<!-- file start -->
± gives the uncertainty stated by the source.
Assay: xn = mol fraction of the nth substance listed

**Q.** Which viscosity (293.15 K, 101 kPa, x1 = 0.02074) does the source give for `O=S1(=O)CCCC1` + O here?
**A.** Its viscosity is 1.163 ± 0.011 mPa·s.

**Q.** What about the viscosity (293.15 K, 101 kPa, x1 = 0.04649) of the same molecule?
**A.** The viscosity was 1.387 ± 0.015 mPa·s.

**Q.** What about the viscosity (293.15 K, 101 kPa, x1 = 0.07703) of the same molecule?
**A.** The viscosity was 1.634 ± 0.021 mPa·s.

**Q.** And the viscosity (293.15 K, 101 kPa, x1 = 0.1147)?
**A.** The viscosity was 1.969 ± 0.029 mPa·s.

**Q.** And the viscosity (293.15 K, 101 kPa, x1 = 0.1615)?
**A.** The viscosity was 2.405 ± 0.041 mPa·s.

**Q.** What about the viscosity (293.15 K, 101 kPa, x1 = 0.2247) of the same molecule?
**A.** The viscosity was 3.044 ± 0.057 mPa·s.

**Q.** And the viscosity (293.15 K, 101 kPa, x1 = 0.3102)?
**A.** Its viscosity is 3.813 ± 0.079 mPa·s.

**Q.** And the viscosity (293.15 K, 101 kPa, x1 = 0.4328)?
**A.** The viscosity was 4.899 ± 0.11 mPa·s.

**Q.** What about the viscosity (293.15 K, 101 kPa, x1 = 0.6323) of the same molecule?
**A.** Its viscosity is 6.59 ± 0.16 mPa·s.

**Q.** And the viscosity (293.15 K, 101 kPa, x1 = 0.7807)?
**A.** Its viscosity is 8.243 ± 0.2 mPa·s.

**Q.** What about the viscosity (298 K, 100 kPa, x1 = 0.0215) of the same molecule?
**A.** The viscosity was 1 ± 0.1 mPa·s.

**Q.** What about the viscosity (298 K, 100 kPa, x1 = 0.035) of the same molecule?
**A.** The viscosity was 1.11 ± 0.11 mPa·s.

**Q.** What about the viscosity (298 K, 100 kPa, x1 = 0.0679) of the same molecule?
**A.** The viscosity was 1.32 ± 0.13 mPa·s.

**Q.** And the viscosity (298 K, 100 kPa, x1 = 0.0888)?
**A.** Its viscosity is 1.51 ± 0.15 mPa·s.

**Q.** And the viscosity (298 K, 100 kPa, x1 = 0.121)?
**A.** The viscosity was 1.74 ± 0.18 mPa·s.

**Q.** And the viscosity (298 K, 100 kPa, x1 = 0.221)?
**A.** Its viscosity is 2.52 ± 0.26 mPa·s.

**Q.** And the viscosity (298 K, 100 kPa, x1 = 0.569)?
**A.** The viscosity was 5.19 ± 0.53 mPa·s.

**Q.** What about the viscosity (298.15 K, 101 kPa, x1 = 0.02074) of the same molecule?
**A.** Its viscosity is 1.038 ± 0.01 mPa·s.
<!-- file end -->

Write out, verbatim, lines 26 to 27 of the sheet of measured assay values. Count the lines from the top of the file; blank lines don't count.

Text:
**A.** The viscosity was 1.11 ± 0.11 mPa·s.

**Q.** What about the viscosity (298 K, 100 kPa, x1 = 0.0679) of the same molecule?